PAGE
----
Fire Prevention & Safety for Your Barn

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By Kathy Smith

October 8, 2016, marked the 145th anniversary of the Great Chicago Fire, which according to popular legend broke out after Catherine O’Leary’s infamous milking cow kicked over a lantern in the barn on the night of October 8, 1871. The resulting barn fire, aided by the wind, destroyed three square miles of the City of Chicago, killing more than 250 people, destroying 18,000 buildings, and leaving 100,000 people – a third of the city’s population – homeless before it was finally brought under control the next day. 

The Great Chicago Fire changed the way public officials and firefighters viewed fire safety. Now, every October in communities throughout North America, Fire Prevention Week educates the public about the importance of fire prevention and safety.

There is no such thing as a fireproof barn. Fires can grow quickly and without warning, but fortunately we don’t have to wait for a tragedy to motivate us to start fireproofing our barns. Let this inspire you to take a look at the fire prevention and safety measures you can implement in and around the barn. The planning and preparation you do now will reduce the likelihood of a barn fire and help save lives should a fire occur.

  • Incorporate fire prevention measures into your regular barn management practices. Contact your local fire department for fire safety information, or ask them to inspect your barn to suggest ways to reduce risks and identify hazards.
  • Declare a Fire Prevention Day at your barn and invite friends, family, and boarders to help out by giving your barn a good cleaning inside and out. Clean up everything that isn’t absolutely necessary and could provide fuel for a fire in and around your barn, and separate flammable materials from sources of heat and fire, or remove them from the area altogether.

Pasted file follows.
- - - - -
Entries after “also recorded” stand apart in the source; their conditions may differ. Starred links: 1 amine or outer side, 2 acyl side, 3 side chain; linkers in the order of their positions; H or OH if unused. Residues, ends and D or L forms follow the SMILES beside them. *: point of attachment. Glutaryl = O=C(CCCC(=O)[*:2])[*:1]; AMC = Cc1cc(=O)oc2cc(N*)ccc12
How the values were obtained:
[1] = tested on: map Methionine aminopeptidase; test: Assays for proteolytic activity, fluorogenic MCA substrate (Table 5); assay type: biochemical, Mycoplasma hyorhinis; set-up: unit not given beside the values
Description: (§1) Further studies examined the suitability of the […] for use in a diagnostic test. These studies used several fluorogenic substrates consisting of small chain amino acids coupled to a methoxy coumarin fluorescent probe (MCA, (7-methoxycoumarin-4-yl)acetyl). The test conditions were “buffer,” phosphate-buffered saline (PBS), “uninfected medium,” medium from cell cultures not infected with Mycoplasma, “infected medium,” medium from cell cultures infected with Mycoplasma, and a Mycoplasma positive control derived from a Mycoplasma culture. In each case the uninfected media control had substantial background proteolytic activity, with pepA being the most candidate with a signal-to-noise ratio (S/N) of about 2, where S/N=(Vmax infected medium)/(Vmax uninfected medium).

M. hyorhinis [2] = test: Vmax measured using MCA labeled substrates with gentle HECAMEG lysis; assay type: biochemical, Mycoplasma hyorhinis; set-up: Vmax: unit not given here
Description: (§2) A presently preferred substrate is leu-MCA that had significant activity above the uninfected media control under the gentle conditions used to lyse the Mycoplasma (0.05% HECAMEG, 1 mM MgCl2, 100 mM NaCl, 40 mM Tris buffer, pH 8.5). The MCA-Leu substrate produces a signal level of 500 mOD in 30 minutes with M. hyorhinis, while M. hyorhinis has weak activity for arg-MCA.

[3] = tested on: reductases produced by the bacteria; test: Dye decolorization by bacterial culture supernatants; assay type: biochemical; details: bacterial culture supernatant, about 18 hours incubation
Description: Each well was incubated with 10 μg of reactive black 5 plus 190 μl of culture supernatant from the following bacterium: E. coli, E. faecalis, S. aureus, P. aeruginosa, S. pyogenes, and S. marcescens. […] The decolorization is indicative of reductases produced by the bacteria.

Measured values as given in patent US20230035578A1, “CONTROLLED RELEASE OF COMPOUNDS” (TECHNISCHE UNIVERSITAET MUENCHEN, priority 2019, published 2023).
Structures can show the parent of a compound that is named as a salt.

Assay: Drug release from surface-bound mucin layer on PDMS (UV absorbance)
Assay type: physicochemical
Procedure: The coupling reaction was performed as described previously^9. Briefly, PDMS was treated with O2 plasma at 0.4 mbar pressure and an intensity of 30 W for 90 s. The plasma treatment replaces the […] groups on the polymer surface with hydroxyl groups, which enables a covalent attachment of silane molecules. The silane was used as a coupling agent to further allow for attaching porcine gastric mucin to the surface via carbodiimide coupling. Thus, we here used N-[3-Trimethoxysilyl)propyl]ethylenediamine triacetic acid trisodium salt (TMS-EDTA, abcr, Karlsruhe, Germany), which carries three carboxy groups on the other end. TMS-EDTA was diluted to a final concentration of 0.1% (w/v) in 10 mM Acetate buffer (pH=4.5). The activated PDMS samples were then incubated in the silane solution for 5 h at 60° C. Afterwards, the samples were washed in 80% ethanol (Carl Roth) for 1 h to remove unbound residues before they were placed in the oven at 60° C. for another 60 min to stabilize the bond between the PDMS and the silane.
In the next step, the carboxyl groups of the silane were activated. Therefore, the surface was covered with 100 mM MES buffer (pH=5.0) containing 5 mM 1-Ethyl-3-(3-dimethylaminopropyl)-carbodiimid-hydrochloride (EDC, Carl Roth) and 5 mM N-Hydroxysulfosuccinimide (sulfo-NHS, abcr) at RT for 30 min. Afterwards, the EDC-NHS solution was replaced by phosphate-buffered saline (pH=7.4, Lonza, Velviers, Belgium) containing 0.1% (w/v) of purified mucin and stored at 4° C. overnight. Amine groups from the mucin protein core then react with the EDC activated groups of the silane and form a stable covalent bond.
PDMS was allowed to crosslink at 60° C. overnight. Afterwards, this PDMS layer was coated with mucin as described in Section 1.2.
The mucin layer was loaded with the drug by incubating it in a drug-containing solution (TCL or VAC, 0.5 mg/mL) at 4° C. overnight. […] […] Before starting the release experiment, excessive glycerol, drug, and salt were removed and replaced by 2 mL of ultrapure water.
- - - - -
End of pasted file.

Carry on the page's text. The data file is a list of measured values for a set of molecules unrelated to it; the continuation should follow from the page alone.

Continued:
• According to Steve Smith, Chief of the City of Victoria Fire Prevention Division, every barn should have at least two five-pound fire extinguishers, one at each end of the barn. Larger barns may require several extinguishers – you should not have to travel more than 75 feet to reach one – and multi-storey barns should have at least one extinguisher on each level (i.e. one on the main floor and one in the loft). All fire extinguishers should have a minimum rating of 2A-10BC, and all barn employees and boarders should be trained how to use them.
  • Smith also recommends installing smoke detectors in the barn that will trigger alarms inside and outside the barn, as well as in your house so that you will be alerted to a barn fire even when you’re out of hearing range of the barn alarms.
  • Make sure your property is accessible. Your farm name should be prominently displayed at the farm’s entrance and directions to your farm should be posted beside the telephone so emergency responders can be given clear instructions.
  • Develop a fire safety plan and post emergency evacuation procedures, location of fire extinguishers, and emergency phone numbers in high visibility areas and beside the barn phone. 
  • Do some emergency preparedness training with your horses to get them used to being handled during an evacuation. Wear a large coat and hat with a bulky backpack to resemble a firefighter wearing breathing apparatus. Get your horses accustomed to being approached at night with a flashlight and to being led while blindfolded. 

Main article photo: Fotos_von_Carlos/Flickr

This article originally appeared in the Hoofbeat E-Newsletter

Category: 
Barns & Stables
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